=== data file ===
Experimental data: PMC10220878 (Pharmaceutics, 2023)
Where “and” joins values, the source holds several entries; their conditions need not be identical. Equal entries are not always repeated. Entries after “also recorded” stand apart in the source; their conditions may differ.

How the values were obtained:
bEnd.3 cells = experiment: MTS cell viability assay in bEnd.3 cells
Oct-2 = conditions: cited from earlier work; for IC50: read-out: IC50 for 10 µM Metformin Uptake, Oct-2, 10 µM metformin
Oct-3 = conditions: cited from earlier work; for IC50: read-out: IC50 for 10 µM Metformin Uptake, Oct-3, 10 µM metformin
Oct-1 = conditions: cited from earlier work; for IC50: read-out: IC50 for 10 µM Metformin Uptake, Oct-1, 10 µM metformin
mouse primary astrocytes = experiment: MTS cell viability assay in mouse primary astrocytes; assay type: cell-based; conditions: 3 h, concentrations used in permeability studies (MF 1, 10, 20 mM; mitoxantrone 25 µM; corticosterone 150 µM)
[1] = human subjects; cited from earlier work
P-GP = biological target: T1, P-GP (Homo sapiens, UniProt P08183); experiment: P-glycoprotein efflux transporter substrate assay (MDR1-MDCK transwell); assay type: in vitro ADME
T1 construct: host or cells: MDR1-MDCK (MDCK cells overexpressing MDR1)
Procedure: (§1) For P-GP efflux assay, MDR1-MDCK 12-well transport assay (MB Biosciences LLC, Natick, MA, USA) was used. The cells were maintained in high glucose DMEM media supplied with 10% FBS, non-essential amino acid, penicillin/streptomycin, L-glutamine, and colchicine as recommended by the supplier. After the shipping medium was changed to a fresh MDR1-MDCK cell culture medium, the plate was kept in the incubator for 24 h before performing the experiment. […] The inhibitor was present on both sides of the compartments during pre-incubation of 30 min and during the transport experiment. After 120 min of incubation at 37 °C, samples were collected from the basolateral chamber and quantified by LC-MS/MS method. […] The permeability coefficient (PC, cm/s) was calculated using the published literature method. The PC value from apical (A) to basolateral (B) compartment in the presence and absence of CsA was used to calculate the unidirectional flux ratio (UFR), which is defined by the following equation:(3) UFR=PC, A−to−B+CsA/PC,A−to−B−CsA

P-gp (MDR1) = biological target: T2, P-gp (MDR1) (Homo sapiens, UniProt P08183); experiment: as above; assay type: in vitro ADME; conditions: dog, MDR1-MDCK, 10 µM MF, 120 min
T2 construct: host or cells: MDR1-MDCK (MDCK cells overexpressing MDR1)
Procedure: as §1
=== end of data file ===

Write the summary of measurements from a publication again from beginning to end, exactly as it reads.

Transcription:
Experimental data: PMC10220878 (Pharmaceutics, 2023)
Where “and” joins values, the source holds several entries; their conditions need not be identical. Equal entries are not always repeated. Entries after “also recorded” stand apart in the source; their conditions may differ.

How the values were obtained:
bEnd.3 cells = experiment: MTS cell viability assay in bEnd.3 cells
Oct-2 = conditions: cited from earlier work; for IC50: read-out: IC50 for 10 µM Metformin Uptake, Oct-2, 10 µM metformin
Oct-3 = conditions: cited from earlier work; for IC50: read-out: IC50 for 10 µM Metformin Uptake, Oct-3, 10 µM metformin
Oct-1 = conditions: cited from earlier work; for IC50: read-out: IC50 for 10 µM Metformin Uptake, Oct-1, 10 µM metformin
mouse primary astrocytes = experiment: MTS cell viability assay in mouse primary astrocytes; assay type: cell-based; conditions: 3 h, concentrations used in permeability studies (MF 1, 10, 20 mM; mitoxantrone 25 µM; corticosterone 150 µM)
[1] = human subjects; cited from earlier work
P-GP = biological target: T1, P-GP (Homo sapiens, UniProt P08183); experiment: P-glycoprotein efflux transporter substrate assay (MDR1-MDCK transwell); assay type: in vitro ADME
T1 construct: host or cells: MDR1-MDCK (MDCK cells overexpressing MDR1)
Procedure: (§1) For P-GP efflux assay, MDR1-MDCK 12-well transport assay (MB Biosciences LLC, Natick, MA, USA) was used. The cells were maintained in high glucose DMEM media supplied with 10% FBS, non-essential amino acid, penicillin/streptomycin, L-glutamine, and colchicine as recommended by the supplier. After the shipping medium was changed to a fresh MDR1-MDCK cell culture medium, the plate was kept in the incubator for 24 h before performing the experiment. […] The inhibitor was present on both sides of the compartments during pre-incubation of 30 min and during the transport experiment. After 120 min of incubation at 37 °C, samples were collected from the basolateral chamber and quantified by LC-MS/MS method. […] The permeability coefficient (PC, cm/s) was calculated using the published literature method. The PC value from apical (A) to basolateral (B) compartment in the presence and absence of CsA was used to calculate the unidirectional flux ratio (UFR), which is defined by the following equation:(3) UFR=PC, A−to−B+CsA/PC,A−to−B−CsA

P-gp (MDR1) = biological target: T2, P-gp (MDR1) (Homo sapiens, UniProt P08183); experiment: as above; assay type: in vitro ADME; conditions: dog, MDR1-MDCK, 10 µM MF, 120 min
T2 construct: host or cells: MDR1-MDCK (MDCK cells overexpressing MDR1)
Procedure: as §1